ProFit (pronounced Pro-Fit, not profit!) is designed to be the ultimate program for performing least squares fits of two or more protein structures. It performs a very simple and basic function, but allows as much flexibility as possible in performing this procedure. Thus one can specify subsets of atoms to be considered, specify zones to be fitted by number, sequence, or by sequence alignment.
Early versions of ProFit did not try to address the question of sorting out equivalent atoms for you beyond doing a sequence alignment. There are other programs such as SSAP and GAFIT which address that problem. You must specify which residues and atoms you consider to be equivalent although the program supports internal sequence alignment to set the zones automatically.
As of ProFit V2.0, iterative updating of fitting zones is now supported. Thus you may give a sequence alignment or just a small fragment to initiate the fitting process (a minimum of 3 amino acids). Fitting is performed on this region and then all residue pairs within 3Å are included in the fitting zones and the fitting is repeated. This iterates until the C RMSd converges to within 0.01Å. This is particularly useful in conjunction with the initial zone specification based on sequence alignment. Convergence typically takes 3-4 cycles.
ProFit V2.0 also introduced multiple structure fitting. The first structure file is used as a reference set for the first fitting stage but the coordinates are averaged after each stage to derive a template used for subsequent fitting. i.e. Given files to fit, file 2 is fitted to file 1 and an averaged structure, , is calculated, file 3 is then fitted to and a new average, is calculated. This continues until all structures have been fitted. The whole procedure iterates until convergence (typically 3 or 4 cycles).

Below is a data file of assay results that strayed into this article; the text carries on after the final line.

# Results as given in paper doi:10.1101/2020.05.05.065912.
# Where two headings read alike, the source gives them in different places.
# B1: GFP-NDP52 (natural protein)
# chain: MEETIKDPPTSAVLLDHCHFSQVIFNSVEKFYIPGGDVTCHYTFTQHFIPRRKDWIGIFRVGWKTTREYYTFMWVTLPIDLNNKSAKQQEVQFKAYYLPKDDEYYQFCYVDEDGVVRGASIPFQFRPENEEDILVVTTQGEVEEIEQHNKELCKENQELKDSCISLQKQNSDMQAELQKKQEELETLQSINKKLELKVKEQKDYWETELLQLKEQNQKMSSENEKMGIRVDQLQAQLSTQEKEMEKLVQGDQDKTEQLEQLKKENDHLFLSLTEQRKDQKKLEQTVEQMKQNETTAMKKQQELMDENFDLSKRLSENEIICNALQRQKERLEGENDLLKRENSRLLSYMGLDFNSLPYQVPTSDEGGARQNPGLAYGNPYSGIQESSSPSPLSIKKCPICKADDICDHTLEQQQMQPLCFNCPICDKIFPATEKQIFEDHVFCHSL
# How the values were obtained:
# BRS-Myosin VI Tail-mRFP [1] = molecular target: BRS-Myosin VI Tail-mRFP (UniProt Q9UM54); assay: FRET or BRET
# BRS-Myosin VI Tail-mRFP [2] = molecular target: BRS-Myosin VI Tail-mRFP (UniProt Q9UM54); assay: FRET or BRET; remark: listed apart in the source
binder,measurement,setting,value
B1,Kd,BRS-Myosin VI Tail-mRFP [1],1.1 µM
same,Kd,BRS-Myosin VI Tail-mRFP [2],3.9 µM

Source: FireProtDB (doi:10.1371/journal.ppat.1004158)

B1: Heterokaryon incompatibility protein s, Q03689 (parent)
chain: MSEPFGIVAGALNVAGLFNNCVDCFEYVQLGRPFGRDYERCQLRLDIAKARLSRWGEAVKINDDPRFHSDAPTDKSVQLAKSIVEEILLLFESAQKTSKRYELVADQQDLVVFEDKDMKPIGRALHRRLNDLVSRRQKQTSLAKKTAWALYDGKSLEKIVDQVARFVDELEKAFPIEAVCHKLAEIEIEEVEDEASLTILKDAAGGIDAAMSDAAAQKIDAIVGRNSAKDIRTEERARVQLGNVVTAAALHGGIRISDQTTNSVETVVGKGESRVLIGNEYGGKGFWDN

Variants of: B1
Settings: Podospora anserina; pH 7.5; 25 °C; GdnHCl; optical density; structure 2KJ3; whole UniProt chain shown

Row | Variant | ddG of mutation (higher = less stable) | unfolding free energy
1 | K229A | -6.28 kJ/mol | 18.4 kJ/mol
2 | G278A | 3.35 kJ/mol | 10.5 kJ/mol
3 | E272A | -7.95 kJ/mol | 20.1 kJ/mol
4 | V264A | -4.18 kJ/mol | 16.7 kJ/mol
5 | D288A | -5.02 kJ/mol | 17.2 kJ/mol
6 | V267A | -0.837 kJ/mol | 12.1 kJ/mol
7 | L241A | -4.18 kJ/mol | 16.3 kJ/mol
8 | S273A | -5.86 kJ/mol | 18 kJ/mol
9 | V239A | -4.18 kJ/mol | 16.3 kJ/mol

The program will output an RMS deviation and optionally the fitted coordinates. RMS deviations over alternate zones and atoms may also be calculated without performing a new fit. Thus the zones for calculating the RMS deviation can be different from those used for fitting.
While optimised for proteins, non-protein structures may also be fitted if they are stored in the standard Protein Databank (PDB) format.
ProFit is written to be as easily portable between systems as possible and uses a command-driven interface.
ProFit uses the McLachlan fitting algorithm, essentially a steepest descents minimisation, as described in McLachlan, A.D. (1982) Rapid Comparison of Protein Structures, Acta Cryst. A38, 871-873. This part of the code is based on an implementation by Dr. Mike Sutcliffe.
In summary, ProFit has the following features: